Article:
New portrait marks the 250th anniversary of local hero’s birth

Potrait ofThomas Muir
Potrait ofThomas Muir

A portrait of one of East Dunbartonshire’s most famous sons, Thomas Muir of Huntershill, has been unveiled to celebrate a landmark date.

‘The Trials of Thomas Muir’, by internationally renowned Scottish artist Ken Currie, was commissioned by East Dunbartonshire Leisure and Culture Trust to coincide with the 250th anniversary of the birth of Muir, known as the father of Scottish democracy.

The painting was unveiled by EDLC Trust Chair Scott Hill and East Dunbartonshire council leader Rhondda Geekie at a special event in Milngavie’s Lillie Art Gallery, and it will be on display in Kirkintilloch’s Auld Kirk Museum from October 10-31.

Ken Currie was happy to see his finished work on display and said: “I am hopeful that people who are interested in Thomas Muir will come here and look deep into the portrait and get some sense of the sacrifice that particular individuals in history have made for us to live in the democratic society we have today.

“Thomas Muir put his life on the line for that ideal and I have tried to capture some of the adversity and suffering he faced in pursuit of it.”

Thomas Muir’s family were originally from Birdston, on the outskirts of Kirkintilloch, and he was an elder of Cadder Parish Church. His father bought Huntershill House and estate in Bishopbriggs in 1782.

His passionate campaigning for freedom of speech and democracy was instrumental in sowing the seeds that brought about the jury reform, the universal right to vote and inspired the formation of a whole raft of reform societies which have shaped our nation today.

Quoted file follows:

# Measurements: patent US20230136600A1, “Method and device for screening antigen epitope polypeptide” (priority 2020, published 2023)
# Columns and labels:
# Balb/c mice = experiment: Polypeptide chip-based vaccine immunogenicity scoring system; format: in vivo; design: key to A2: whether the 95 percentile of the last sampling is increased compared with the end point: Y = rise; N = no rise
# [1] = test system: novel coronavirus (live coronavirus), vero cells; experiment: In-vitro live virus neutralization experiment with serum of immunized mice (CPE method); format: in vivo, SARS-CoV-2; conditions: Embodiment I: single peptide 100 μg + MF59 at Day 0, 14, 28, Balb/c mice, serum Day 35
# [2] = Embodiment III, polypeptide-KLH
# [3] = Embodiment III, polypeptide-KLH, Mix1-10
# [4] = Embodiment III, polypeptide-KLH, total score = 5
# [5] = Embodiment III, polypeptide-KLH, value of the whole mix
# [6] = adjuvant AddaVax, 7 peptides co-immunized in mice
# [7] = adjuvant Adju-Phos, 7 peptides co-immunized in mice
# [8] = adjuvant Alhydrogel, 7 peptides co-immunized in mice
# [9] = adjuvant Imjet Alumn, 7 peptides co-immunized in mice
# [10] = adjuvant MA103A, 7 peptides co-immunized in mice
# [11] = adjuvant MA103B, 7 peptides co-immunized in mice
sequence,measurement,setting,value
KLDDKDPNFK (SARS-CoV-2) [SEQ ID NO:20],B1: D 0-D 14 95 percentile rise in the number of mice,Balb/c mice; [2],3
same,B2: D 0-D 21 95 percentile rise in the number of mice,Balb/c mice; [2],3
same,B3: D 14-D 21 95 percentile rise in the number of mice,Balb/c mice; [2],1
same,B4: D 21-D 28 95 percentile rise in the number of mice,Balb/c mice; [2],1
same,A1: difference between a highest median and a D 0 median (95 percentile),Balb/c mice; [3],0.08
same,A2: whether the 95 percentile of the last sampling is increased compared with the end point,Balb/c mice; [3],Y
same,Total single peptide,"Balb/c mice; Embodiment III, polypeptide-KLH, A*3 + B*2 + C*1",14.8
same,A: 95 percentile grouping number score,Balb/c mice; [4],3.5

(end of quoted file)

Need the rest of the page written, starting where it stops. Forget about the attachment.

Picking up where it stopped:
During the 1790s many of the Campsie Parish calico printworkers and weavers from Kirkintilloch supported him in his campaigns to establish democracy in Scotland.

He was tried for sedition in 1793 and was banished to the Botany Bay penal colony in Australia.

A committee to commemorate the anniversary was formed at the beginning of the year.

Jimmy Watson, Thomas Muir 250 national committee coordinator, said: “It’s recorded that a portrait of Thomas Muir was commissioned by his parents and hung at Huntershill House in the main living room.

“Unfortunately, through time this portrait went missing. We believe this portrait was painted by the celebrated Scottish artist David Martin and is most likely now held in a private collection.

“On the anniversary of the birth of Thomas Muir, it’s fantastic news that EDLC Trust have commissioned Ken Currie to paint a new portrait. It’s a very fitting tribute that we expect will become of significant interest to those living and visiting East Dunbartonshire.”